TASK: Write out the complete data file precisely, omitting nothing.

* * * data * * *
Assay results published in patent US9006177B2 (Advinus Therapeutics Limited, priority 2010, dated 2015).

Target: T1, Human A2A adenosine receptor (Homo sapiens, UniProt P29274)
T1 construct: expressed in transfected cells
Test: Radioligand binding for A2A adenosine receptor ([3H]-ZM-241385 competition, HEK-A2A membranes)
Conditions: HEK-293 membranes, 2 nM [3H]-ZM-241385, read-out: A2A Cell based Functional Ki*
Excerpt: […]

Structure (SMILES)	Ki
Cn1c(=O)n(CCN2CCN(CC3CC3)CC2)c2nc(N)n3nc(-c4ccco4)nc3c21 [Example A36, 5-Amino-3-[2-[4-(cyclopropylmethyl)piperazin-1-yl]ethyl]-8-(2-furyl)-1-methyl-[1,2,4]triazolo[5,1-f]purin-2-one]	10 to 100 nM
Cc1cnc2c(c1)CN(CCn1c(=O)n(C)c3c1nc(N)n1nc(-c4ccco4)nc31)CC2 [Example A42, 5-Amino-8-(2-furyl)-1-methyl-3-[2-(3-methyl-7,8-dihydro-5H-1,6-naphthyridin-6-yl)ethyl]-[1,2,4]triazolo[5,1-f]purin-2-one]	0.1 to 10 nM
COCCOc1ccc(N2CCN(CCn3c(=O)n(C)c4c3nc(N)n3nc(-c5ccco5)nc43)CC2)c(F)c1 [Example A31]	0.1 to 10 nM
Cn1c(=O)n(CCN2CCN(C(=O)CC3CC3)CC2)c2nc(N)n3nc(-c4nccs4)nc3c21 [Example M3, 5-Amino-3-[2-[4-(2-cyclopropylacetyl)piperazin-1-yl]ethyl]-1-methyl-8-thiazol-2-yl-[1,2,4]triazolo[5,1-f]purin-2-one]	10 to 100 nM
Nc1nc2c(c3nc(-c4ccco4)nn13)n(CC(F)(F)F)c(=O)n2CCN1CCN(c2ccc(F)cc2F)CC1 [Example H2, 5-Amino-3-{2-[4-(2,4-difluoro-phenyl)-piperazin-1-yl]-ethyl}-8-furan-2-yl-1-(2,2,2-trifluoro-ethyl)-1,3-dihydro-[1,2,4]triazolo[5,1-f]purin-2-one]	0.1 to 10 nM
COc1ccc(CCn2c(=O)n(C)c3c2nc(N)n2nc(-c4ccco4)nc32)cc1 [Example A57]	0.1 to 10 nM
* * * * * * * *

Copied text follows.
Assay results published in patent US9006177B2 (Advinus Therapeutics Limited, priority 2010, dated 2015).

Target: T1, Human A2A adenosine receptor (Homo sapiens, UniProt P29274)
T1 construct: expressed in transfected cells
Test: Radioligand binding for A2A adenosine receptor ([3H]-ZM-241385 competition, HEK-A2A membranes)
Conditions: HEK-293 membranes, 2 nM [3H]-ZM-241385, read-out: A2A Cell based Functional Ki*
Excerpt: […]

Structure (SMILES)	Ki
Cn1c(=O)n(CCN2CCN(CC3CC3)CC2)c2nc(N)n3nc(-c4ccco4)nc3c21 [Example A36, 5-Amino-3-[2-[4-(cyclopropylmethyl)piperazin-1-yl]ethyl]-8-(2-furyl)-1-methyl-[1,2,4]triazolo[5,1-f]purin-2-one]	10 to 100 nM
Cc1cnc2c(c1)CN(CCn1c(=O)n(C)c3c1nc(N)n1nc(-c4ccco4)nc31)CC2 [Example A42, 5-Amino-8-(2-furyl)-1-methyl-3-[2-(3-methyl-7,8-dihydro-5H-1,6-naphthyridin-6-yl)ethyl]-[1,2,4]triazolo[5,1-f]purin-2-one]	0.1 to 10 nM
COCCOc1ccc(N2CCN(CCn3c(=O)n(C)c4c3nc(N)n3nc(-c5ccco5)nc43)CC2)c(F)c1 [Example A31]	0.1 to 10 nM
Cn1c(=O)n(CCN2CCN(C(=O)CC3CC3)CC2)c2nc(N)n3nc(-c4nccs4)nc3c21 [Example M3, 5-Amino-3-[2-[4-(2-cyclopropylacetyl)piperazin-1-yl]ethyl]-1-methyl-8-thiazol-2-yl-[1,2,4]triazolo[5,1-f]purin-2-one]	10 to 100 nM
Nc1nc2c(c3nc(-c4ccco4)nn13)n(CC(F)(F)F)c(=O)n2CCN1CCN(c2ccc(F)cc2F)CC1 [Example H2, 5-Amino-3-{2-[4-(2,4-difluoro-phenyl)-piperazin-1-yl]-ethyl}-8-furan-2-yl-1-(2,2,2-trifluoro-ethyl)-1,3-dihydro-[1,2,4]triazolo[5,1-f]purin-2-one]	0.1 to 10 nM
COc1ccc(CCn2c(=O)n(C)c3c2nc(N)n2nc(-c4ccco4)nc32)cc1 [Example A57]	0.1 to 10 nM